Being an old school pro in a digital world

I have been a professional photographer since 1977 but my involvement with the art form dates back to 1969 when photography became my hobby. My first real camera was a Hanimex Praktika Super TL. A German made instrument purchased from Two Guys department store in East Brunswick. After graduating high school in 1974, I attended Middlesex County College where I earned a degree in Professional Commercial Photography. It was a much different time back then. To become a pro, you actually needed to know something about the science of photography. I started out shooting real estate and weddings for a studio in Elizabeth N.J. After spending a year and a half there, I took a job at a large pharmaceutical company to work in their in-house photo studio. During my time there, I realized that I was not meant to work in a corporate environment. I bounced around a bit until I landed at Freese Camera in New Brunswick N.J. as their resident pro. It was there that I was able to make some initial connections to launch my free-lance career. 1989 is when I began that part of my professional career. In 1991, thanks to my work at the camera shop, I started free-lancing for Rutgers University Athletics. I have been involved with amateur athletics ever since.

My approach to photography is similar to sculptor. A sculptor looks at a piece of clay and knows that his/her sculpture is in there somewhere. When I shoot an athletic event or any event for that matter, I know my images are there, I just have to find them and capture the moment .

It's been a long and rewarding career and it is not over just yet. Since 1977, I have photographed babies, weddings, pro/amateur athletic events, all sorts of products and even the Dalei Lama. I have been honored to photograph several young people before they became famous.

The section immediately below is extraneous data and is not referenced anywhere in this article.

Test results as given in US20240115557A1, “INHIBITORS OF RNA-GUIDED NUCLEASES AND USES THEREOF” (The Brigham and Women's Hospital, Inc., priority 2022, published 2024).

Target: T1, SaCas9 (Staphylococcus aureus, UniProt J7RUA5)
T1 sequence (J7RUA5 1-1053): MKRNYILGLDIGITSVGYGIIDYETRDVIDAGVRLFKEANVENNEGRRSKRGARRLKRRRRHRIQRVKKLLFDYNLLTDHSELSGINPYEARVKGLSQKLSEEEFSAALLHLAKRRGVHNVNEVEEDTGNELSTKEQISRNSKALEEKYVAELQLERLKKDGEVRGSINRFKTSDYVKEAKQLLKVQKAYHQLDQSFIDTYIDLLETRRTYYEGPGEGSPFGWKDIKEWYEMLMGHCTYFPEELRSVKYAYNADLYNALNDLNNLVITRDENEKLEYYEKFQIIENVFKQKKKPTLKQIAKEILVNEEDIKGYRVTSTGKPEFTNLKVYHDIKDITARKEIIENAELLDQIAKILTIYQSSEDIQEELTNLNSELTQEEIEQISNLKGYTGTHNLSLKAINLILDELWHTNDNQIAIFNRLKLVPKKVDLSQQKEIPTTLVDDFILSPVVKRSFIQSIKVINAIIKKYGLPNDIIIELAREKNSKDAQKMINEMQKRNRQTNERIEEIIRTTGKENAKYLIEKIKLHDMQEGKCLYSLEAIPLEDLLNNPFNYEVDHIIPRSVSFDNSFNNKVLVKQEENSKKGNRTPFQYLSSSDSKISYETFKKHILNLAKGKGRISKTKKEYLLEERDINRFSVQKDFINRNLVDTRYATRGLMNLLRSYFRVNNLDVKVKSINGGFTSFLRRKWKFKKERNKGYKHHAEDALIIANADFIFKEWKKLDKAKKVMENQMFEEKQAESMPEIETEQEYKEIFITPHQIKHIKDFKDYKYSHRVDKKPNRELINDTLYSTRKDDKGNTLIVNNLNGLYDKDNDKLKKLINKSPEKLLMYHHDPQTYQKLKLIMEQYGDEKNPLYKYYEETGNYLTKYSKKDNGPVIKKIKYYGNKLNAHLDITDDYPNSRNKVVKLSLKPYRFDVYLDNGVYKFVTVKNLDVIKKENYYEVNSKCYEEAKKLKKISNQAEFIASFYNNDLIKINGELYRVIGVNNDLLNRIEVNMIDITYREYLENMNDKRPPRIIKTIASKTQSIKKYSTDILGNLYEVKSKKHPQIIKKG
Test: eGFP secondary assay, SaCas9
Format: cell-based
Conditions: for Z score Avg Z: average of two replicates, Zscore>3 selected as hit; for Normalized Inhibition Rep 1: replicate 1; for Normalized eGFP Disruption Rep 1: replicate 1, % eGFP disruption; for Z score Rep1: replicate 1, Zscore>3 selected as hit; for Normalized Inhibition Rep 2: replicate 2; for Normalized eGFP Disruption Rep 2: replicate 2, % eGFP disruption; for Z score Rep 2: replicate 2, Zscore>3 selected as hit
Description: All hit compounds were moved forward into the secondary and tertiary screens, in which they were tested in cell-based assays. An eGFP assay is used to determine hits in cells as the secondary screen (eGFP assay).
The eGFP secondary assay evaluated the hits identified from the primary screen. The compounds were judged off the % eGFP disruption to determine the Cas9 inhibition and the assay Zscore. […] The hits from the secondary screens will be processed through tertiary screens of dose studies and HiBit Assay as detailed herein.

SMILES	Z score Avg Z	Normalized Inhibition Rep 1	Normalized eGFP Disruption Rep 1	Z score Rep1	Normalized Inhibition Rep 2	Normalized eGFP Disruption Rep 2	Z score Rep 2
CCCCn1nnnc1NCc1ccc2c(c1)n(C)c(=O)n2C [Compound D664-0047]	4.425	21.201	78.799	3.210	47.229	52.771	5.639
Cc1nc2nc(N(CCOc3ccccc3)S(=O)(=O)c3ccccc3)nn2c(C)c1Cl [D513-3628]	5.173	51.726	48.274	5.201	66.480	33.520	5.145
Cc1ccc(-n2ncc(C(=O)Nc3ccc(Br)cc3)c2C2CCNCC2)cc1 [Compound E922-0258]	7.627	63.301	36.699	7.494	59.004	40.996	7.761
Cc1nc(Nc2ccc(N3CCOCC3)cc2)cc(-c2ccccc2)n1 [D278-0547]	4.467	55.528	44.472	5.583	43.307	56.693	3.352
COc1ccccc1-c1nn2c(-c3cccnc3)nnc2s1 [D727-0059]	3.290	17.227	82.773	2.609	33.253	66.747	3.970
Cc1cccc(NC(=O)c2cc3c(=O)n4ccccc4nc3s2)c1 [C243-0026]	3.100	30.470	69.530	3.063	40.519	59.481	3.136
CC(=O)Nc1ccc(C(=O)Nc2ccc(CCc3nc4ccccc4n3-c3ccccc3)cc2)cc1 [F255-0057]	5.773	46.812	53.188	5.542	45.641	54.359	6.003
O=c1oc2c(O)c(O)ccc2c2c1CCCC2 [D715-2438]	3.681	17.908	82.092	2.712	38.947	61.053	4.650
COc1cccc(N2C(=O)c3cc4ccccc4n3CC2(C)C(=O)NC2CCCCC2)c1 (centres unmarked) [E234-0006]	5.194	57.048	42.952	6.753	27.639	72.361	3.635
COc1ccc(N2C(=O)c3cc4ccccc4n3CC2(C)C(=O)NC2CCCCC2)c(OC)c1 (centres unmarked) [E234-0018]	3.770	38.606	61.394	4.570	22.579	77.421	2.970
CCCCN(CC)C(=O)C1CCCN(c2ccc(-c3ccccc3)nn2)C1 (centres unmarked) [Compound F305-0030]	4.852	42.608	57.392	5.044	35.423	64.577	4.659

I am driven by the specter of taking that one great photo. Perhaps I have taken it already, but I will continue to pursue this. As a pro, you should always strive to be better than you were yesterday. Professionals should never be satisfied. Satisfaction leads to complacency and complacency leads to...retirement.

I like to compare professionalism to bowling. In bowling it's all about the approach. The way you stand, the way you step up to the line and of course your release of the ball. If you do everything correctly you put yourself in the best position to knock down a lot of pins. However, once that ball leaves your hand, it's gonna do whatever it wants to do. That is what being a pro is all about. Put yourself in the best position for success and hope everything works out after that. Like that ball after it leaves your hand, you can't stress about the things beyond your control. Just make sure the things you control are done to the best of your ability